Ohio State itself has acknowledged it didn’t properly educate football players several years ago on whether they could sell the awards they were given. And internal audits of athletic compliance departments in recent years show weaknesses cropping up each year, including several areas that have blown up into public infractions for football players during the past year. Additionally, OSU trustees are considering moving the compliance department outside of athletics to improve the program.
In fairness, Gee’s statement was focused on reporting and resolving violations, not necessarily preventing them, even though that’s also the compliance department’s job. And there is no evidence that the compliance office has failed to properly report infractions to the NCAA or cover up anything that has come to light. The NCAA has said it doesn’t see anything that points to a systematic problem in athletics in the recent infractions.
However, the actions of Coach Tressel, a prominent figure with major responsibility in the athletics department, constitute a critical failure in reporting violations -- a failure that cost him his job.
So OSU isn’t exactly "the poster child for compliance," but we’ll give Gee some points for accuracy in describing the university’s commitment to reporting violations. We’ll have to throw a flag for hyperbole, though, and rate the statement Half True.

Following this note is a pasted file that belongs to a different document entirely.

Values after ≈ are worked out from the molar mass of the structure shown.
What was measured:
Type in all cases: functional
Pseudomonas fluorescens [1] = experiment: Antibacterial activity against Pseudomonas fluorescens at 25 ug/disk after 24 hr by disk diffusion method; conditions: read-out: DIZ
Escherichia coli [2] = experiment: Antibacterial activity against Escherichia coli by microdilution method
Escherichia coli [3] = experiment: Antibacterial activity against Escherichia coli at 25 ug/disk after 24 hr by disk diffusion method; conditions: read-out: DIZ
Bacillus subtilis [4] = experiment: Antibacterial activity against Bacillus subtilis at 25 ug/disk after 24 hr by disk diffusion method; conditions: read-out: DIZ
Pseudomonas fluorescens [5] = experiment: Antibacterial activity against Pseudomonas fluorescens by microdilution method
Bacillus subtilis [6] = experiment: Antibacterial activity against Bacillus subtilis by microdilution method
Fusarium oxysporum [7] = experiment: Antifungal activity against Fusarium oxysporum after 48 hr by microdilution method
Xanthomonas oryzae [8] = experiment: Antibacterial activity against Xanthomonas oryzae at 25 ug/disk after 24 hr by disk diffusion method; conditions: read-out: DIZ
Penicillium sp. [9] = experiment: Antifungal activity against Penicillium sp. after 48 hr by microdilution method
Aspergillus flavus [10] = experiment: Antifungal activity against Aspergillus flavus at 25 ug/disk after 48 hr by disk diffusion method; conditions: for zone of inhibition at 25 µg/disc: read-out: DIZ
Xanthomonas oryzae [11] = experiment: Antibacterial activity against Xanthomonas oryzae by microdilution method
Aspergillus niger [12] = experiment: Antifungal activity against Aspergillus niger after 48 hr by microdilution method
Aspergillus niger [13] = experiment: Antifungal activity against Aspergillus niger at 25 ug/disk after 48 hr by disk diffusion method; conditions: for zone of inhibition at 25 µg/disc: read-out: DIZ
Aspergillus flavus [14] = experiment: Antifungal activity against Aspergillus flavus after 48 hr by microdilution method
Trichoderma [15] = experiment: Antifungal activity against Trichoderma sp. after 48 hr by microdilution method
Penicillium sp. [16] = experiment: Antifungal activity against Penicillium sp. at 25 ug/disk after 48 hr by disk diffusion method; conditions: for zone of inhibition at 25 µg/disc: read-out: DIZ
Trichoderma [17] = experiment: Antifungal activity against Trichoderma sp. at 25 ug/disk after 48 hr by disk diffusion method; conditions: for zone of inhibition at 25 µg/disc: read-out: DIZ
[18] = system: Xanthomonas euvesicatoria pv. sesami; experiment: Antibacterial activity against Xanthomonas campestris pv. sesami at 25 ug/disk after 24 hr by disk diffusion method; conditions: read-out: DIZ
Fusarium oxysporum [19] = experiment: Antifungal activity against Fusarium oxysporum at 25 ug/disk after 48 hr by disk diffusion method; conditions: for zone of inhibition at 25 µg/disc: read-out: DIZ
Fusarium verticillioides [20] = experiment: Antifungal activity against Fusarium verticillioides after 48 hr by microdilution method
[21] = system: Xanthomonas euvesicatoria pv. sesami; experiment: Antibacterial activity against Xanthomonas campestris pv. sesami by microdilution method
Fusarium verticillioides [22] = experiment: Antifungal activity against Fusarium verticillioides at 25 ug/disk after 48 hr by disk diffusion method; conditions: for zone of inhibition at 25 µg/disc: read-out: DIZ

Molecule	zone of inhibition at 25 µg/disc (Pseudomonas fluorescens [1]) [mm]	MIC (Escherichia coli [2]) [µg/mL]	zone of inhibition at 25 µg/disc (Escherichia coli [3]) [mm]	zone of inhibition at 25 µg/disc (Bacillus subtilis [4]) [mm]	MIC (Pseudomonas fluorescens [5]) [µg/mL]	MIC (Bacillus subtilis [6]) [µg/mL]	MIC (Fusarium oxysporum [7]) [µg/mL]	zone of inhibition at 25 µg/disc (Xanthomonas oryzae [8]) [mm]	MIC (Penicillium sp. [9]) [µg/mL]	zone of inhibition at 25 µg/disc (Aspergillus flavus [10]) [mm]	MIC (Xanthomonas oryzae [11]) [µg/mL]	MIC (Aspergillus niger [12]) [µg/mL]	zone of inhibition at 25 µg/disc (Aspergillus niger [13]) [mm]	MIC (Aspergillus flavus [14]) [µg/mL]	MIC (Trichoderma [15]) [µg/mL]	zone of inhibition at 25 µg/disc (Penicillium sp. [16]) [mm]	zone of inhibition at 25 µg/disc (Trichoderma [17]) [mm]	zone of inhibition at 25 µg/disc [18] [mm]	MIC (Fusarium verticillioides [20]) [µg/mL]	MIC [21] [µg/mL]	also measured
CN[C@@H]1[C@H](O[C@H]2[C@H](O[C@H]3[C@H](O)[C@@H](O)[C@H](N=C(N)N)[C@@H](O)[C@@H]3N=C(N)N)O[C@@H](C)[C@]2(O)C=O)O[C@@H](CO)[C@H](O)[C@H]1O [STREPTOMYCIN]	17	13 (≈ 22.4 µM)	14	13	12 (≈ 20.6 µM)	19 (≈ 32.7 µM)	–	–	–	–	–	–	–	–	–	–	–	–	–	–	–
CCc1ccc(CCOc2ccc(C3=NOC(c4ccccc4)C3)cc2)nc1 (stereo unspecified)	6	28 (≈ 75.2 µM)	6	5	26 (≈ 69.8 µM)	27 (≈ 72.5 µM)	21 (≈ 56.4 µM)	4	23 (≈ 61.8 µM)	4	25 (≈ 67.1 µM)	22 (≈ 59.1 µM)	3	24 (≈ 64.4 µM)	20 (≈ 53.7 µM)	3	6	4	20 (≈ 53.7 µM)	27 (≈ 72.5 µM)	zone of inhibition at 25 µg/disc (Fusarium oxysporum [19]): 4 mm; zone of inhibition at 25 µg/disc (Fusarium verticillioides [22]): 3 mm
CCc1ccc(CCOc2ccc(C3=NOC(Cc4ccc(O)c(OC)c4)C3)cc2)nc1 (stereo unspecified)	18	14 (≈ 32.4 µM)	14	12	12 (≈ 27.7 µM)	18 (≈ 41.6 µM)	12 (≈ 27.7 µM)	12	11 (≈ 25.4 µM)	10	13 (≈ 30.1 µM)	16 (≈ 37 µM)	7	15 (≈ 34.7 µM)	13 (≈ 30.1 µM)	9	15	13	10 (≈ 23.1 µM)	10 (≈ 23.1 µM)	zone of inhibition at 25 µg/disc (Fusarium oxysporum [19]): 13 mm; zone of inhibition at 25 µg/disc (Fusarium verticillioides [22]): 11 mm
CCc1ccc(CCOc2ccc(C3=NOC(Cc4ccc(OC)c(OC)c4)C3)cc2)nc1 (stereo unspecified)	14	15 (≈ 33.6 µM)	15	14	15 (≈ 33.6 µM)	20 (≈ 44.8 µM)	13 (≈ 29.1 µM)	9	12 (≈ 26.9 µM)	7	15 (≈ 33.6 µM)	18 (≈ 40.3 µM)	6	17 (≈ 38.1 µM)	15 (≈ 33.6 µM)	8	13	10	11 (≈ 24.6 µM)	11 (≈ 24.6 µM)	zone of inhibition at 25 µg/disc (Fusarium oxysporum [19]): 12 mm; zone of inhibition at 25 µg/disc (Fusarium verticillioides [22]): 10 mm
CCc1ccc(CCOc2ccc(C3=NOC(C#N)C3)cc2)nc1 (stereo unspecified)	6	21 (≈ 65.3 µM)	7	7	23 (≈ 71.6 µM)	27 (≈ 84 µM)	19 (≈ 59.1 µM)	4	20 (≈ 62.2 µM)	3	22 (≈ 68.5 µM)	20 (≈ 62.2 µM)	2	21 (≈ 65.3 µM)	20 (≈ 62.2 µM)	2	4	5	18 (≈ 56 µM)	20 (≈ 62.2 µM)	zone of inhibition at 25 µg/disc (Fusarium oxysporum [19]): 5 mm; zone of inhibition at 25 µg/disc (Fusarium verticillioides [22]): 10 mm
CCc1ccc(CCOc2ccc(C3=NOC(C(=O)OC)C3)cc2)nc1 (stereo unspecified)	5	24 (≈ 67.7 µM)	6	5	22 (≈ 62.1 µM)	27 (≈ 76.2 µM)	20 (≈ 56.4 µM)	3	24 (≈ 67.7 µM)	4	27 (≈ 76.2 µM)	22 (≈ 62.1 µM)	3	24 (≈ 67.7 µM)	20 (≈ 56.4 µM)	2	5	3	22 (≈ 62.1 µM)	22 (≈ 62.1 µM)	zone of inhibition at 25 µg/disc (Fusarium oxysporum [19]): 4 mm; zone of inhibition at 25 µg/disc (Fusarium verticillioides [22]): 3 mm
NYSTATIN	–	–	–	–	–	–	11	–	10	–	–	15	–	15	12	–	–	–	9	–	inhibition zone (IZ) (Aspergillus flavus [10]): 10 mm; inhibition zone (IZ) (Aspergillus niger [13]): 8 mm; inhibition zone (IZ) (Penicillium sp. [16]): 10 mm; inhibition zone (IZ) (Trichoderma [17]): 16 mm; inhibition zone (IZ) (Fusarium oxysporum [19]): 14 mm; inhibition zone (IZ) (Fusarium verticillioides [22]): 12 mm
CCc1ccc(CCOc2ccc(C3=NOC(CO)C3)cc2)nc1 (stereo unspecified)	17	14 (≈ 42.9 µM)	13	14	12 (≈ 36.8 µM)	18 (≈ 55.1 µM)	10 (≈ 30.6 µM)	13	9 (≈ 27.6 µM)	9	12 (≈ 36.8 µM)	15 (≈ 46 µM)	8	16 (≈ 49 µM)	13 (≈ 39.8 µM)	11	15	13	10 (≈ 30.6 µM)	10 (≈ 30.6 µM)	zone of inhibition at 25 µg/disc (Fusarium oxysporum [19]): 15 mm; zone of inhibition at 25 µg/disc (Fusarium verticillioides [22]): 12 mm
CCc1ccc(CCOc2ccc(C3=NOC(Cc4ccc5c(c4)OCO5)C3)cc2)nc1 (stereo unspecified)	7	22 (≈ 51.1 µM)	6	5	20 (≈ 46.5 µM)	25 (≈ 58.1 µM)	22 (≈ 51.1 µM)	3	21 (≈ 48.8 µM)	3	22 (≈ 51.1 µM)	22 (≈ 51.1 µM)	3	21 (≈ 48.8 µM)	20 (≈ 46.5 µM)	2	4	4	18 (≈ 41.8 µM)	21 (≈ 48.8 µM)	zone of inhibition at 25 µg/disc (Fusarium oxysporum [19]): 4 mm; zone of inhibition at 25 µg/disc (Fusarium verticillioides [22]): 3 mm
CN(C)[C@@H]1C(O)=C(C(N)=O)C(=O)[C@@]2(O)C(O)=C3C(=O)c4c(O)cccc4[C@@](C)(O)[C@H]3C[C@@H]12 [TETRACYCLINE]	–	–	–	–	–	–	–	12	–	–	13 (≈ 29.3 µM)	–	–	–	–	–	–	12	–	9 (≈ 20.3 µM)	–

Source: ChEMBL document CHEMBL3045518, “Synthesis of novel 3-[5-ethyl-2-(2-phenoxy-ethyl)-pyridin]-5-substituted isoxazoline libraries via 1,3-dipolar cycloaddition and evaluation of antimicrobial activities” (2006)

Columbus Dispatch, "Ohio State Football Violations: System is not broken, Gee says," Oct. 5, 2011.
Phone interview and email correspondence with OSU spokesman Jim Lynch, Oct. 6 and Oct. 7, 2011.
Phone Interview with Chuck Smrt, principal with the Compliance Group and OSU consultant on athletic compliance department issues, Oct. 7, 2011.
Phone Interview with Rick Allen, former compliance officer with Illinois and Oklahoma State, Oct. 24, 2011.
Phone Interview with Dave Ridpath, Ohio University professor and former compliance officer with Marshall University and Weber State, Oct. 25, 2011.
Ohio State’s official responses to the NCAA and related materials
Ohio State Athletic Director Gene Smith’s statement regarding role of compliance department in player violations. Dec. 23, 2011.
Internal OSU audits of athletic compliance department from 2006-2010 released as part of records request made on Oct. 10, 2011.
OSU Lantern, "Trustee to Release Athletic Compliance Report," June 21, 2011.